Some restaurants have a signature dish; one exceptional entree that’s a must-order every time. Much to the dismay of the indecisive diner, the entire menu at Burma Superstar (and sibling eateries Burma Love and Burma Club) reads like an endless stream of top hits. You can’t leave without trying the inimitable tea leaf salad, tossed table side to provide both dinner and a show, but don’t forget about the spicy samusa soup and crispy yet creamy fried yellow bean tofu, too. Then there’s also the tofu kebat, a tangy tomato stir-fry, and you simply must taste the long simmered, smoldering heat of the eggplant curry. Shame if you didn’t leave room for dessert, or at least a bite of coconut rice, which straddles the line between sweet and savory for compatible crossovers in every course.
My deepest condolences to anyone hoping to try something different on a solo visit. Considering the inevitable line at any location, any hour of the day, the stakes are high to make every meal count. With limited time and stomach capacity, it’s overwhelming to consider the full range of options without defaulting back to those fool-proof favorites.
At least the Burma Superstar cookbook makes it possible to get your fill of all the best-sellers, sleeper hits, and undiscovered treasures at home. Sparing no secrets, this glossy tome to Burmese cookery deserves every bit as much praise as the eateries, if not more, for making the recipes accessible to all eaters. Much of the menu is already vegan or veganizable, and the options expand infinitely when starting from scratch with readily available meat and seafood alternatives.
Still, some of the best dishes are those that have been plant-based from the start. I must return to those famous Superstar Noodles, which combine thick and chewy wheat noodles with aromatic five spice tofu and a battery of crunchy seeds and split peas, all tangled together in a tart, tangy, sweet, and spicy tamarind lacquer.
I was lucky enough to win a copy of this book in a random stroke of luck a month ago, and now I want to spread the love. If you’d like the full play list of this Bay Area institution’s cult hits, I’m thrilled to share a copy with another hungry cook and loving home. That’s right, I’m giving away this gorgeous cookbook, with the blessing of the Burma Superstar masterminds themselves. All you have to do is leave me a comment about your favorite Burmese food, or what you’d like to try most if you’ve never had it before, and log your entry in the form below. This giveaway not sponsored nor associated with Burma Superstar. Residents of the continental US only, for shipping purposes.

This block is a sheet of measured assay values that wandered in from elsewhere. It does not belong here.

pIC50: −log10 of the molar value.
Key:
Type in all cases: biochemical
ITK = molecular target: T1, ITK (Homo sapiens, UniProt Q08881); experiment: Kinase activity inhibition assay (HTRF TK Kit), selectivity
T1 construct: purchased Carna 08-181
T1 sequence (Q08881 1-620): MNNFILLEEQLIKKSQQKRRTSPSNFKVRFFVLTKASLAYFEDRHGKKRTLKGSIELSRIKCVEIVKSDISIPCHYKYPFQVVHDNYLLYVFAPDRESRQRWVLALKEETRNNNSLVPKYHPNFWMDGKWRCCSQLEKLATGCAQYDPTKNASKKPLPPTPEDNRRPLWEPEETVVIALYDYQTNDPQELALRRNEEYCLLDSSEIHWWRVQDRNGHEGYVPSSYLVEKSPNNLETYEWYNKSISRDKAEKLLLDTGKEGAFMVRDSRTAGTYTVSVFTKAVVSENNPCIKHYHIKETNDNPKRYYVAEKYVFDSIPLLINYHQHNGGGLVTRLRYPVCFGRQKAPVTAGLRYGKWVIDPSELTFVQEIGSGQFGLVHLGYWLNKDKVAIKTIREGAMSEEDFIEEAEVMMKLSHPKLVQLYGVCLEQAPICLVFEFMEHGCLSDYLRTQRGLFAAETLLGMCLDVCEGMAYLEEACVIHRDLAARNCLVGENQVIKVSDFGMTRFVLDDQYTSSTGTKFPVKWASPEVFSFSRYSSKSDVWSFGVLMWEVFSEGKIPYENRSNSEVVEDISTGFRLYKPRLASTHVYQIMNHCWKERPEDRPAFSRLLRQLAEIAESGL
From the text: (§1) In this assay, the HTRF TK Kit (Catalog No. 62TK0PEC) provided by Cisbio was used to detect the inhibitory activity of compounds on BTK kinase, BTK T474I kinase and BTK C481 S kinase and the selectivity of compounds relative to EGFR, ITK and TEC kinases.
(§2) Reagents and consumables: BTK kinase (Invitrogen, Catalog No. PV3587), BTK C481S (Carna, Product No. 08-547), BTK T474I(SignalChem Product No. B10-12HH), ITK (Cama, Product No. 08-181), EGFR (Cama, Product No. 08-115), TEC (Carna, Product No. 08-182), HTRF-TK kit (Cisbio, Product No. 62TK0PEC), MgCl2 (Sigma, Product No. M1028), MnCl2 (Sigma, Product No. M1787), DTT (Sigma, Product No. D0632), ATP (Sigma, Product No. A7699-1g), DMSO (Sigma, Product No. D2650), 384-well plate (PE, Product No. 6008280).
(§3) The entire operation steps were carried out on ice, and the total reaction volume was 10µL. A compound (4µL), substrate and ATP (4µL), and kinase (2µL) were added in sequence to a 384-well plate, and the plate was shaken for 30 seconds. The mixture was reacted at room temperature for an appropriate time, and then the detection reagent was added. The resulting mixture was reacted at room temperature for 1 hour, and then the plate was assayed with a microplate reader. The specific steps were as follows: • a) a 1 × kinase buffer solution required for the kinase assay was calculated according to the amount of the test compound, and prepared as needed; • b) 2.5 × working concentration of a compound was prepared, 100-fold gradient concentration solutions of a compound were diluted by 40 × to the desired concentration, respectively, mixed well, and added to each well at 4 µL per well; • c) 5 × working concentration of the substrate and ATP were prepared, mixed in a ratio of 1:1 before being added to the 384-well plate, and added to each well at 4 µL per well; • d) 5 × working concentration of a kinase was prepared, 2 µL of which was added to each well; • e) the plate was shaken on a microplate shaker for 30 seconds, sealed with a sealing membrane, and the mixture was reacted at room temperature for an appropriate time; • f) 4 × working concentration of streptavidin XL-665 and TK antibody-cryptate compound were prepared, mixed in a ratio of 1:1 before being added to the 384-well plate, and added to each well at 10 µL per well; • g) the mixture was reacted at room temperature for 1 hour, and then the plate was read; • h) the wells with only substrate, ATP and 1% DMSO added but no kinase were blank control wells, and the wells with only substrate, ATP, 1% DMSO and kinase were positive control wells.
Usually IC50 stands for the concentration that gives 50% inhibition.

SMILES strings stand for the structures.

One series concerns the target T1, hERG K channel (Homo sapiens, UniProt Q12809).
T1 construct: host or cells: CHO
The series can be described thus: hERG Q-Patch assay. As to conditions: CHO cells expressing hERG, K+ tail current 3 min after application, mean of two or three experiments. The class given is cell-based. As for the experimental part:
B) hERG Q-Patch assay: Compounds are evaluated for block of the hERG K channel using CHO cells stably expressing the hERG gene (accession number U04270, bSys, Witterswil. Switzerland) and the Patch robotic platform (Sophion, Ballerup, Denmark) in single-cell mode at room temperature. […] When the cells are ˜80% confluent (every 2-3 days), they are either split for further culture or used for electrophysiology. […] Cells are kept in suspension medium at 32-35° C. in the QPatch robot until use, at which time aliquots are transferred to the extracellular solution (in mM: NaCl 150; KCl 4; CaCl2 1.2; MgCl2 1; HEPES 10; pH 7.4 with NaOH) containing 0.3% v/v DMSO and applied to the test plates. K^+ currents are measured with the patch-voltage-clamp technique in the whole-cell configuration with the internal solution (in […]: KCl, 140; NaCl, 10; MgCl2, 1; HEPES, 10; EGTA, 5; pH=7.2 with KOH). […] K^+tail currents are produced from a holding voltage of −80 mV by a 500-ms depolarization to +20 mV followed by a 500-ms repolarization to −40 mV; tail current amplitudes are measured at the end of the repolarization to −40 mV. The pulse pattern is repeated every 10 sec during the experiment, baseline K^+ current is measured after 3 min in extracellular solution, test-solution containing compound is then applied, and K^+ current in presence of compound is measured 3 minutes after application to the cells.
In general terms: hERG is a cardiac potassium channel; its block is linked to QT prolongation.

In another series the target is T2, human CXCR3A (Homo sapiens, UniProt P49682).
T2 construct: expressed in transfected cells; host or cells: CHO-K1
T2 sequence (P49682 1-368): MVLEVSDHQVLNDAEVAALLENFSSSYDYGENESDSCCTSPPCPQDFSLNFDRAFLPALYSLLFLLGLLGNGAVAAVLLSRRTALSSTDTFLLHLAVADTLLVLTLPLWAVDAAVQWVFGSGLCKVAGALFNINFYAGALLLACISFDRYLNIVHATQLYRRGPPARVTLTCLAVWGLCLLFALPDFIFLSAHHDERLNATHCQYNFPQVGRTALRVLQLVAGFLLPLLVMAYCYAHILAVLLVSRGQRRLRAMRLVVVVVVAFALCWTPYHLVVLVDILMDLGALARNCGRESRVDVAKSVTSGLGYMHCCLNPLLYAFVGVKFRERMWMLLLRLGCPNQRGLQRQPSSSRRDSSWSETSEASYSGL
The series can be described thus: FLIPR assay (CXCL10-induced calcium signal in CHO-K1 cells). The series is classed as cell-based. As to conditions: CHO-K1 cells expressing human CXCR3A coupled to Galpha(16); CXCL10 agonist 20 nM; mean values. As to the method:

If you just want a taste to see what you’re in for, continue on to get the lightly adapted recipe for this famous noodle recipe, poised to become the headlining star of any meal.
- 5 Ounces Baby Potatoes, Peeled and Quartered
- 2 Tablespoons Neutral Oil
- 1/2 Cup Sliced Yellow Onion
- 12 Ounces Dried Chinese Wheat Noodles or 1 Pound Fresh Wonton Noodles
- 5 Ounces Hodo Five-Spice Tofu Nuggets or Fried Tofu, Roughly Chopped
- 1/2 Cup Hot Water
- 1 Ounce Tamarind Puree
- 2 Tablespoons Sriracha
- 1 Tablespoon Minced Garlic
- 1 Tablespoon Minced Ginger
- 1/2 Teaspoon Salt
- 1/4 Teaspoon Sugar
- 1/2 English Cucumber, Thinly Sliced
- 1/2 Cup Thinly Sliced Red Onion
- 2 Cups Shredded Green Cabbage
- 1 Cup Fresh Cilantro, Roughly Chopped
- 3 Tablespoons Fried Garlic Chips
- 3 Tablespoons Fried Split Peas and/or Beans
- 2 Tablespoons Toasted Chickpea Flour
- 2 Tablespoons Lime Juice
- 1/8 - 1/4 Crushed Red Pepper Flakes
- Place the potatoes in a small pot, add enough water to cover, and bring to a boil over medium heat on the stove. Decrease to medium-low and cook until fork tender; 15 - 20 minutes. Thoroughly drain and set aside.
- Heat the oil in a wok or saucepan over high heat. Once shimmering, add the onions and stir fry until evenly browned and crispy; 8 - 10 minutes. Immediately transfer to a plate so they don't burn.
- Bring a pot of water to a boil. Cook the noodles, stirring often with chopsticks, until nearly soft all the way through but still al dente. Refer to the instructions on the package for aproximate timing. Strain and rinse under cold water to stop the cooking process. Transfer to a large bowl and toss with the cooked onions and tofu.
- For the sauce, in a separate dish, whisk together the hot water, tamarind pulp, sriracha, minced garlic, ginger, salt, and sugar. Once smooth, pour it into the bowl of noodles and toss to coat. Add in the cucumber, red onions, cabbage, cilantro, chickpea flour, garlic chips, crunchy beans, lime juice, red pepper flakes. Mix well and adjust seasonings to taste, if needed.
- Serve at room temperature or store in an airtight container in the fridge for up to 5 days, an serve chilled.
Lightly Adapted from Burma Superstar: Addictive Recipes from the Crossroads of Southeast Asia by Desmond Tan and Kate Leahy
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Amount Per Serving: Calories: 483Total Fat: 14gSaturated Fat: 2gTrans Fat: 0gUnsaturated Fat: 10gCholesterol: 14mgSodium: 793mgCarbohydrates: 80gFiber: 18gSugar: 13gProtein: 20g
All nutritional information presented within this site are intended for informational purposes only. I am not a certified nutritionist and any nutritional information on BitterSweetBlog.com should only be used as a general guideline. This information is provided as a courtesy and there is no guarantee that the information will be completely accurate. Even though I try to provide accurate nutritional information to the best of my ability, these figures should still be considered estimations.